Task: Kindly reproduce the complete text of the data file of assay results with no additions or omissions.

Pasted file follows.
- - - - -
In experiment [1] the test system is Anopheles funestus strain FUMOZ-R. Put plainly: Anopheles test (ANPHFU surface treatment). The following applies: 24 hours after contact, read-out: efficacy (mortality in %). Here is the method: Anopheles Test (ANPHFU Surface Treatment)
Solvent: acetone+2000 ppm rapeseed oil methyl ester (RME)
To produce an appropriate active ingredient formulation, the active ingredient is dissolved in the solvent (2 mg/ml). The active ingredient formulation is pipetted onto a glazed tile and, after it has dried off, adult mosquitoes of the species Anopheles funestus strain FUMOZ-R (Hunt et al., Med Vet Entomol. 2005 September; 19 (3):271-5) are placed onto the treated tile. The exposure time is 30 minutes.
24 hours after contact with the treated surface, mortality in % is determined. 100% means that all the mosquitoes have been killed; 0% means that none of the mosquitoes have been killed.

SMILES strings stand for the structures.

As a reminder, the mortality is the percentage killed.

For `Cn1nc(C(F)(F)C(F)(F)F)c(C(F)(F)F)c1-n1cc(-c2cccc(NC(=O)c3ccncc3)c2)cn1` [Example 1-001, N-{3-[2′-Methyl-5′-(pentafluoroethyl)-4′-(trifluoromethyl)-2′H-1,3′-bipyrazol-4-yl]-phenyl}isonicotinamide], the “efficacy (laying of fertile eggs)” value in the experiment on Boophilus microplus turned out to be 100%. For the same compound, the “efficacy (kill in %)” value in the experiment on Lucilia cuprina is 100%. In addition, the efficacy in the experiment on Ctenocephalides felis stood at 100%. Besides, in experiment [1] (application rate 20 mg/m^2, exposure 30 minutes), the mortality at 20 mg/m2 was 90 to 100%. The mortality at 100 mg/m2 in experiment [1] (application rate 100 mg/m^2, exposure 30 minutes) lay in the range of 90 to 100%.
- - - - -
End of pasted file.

In experiment [1] the test system is Anopheles funestus strain FUMOZ-R. Put plainly: Anopheles test (ANPHFU surface treatment). The following applies: 24 hours after contact, read-out: efficacy (mortality in %). Here is the method: Anopheles Test (ANPHFU Surface Treatment)
Solvent: acetone+2000 ppm rapeseed oil methyl ester (RME)
To produce an appropriate active ingredient formulation, the active ingredient is dissolved in the solvent (2 mg/ml). The active ingredient formulation is pipetted onto a glazed tile and, after it has dried off, adult mosquitoes of the species Anopheles funestus strain FUMOZ-R (Hunt et al., Med Vet Entomol. 2005 September; 19 (3):271-5) are placed onto the treated tile. The exposure time is 30 minutes.
24 hours after contact with the treated surface, mortality in % is determined. 100% means that all the mosquitoes have been killed; 0% means that none of the mosquitoes have been killed.

SMILES strings stand for the structures.

As a reminder, the mortality is the percentage killed.

For `Cn1nc(C(F)(F)C(F)(F)F)c(C(F)(F)F)c1-n1cc(-c2cccc(NC(=O)c3ccncc3)c2)cn1` [Example 1-001, N-{3-[2′-Methyl-5′-(pentafluoroethyl)-4′-(trifluoromethyl)-2′H-1,3′-bipyrazol-4-yl]-phenyl}isonicotinamide], the “efficacy (laying of fertile eggs)” value in the experiment on Boophilus microplus turned out to be 100%. For the same compound, the “efficacy (kill in %)” value in the experiment on Lucilia cuprina is 100%. In addition, the efficacy in the experiment on Ctenocephalides felis stood at 100%. Besides, in experiment [1] (application rate 20 mg/m^2, exposure 30 minutes), the mortality at 20 mg/m2 was 90 to 100%. The mortality at 100 mg/m2 in experiment [1] (application rate 100 mg/m^2, exposure 30 minutes) lay in the range of 90 to 100%.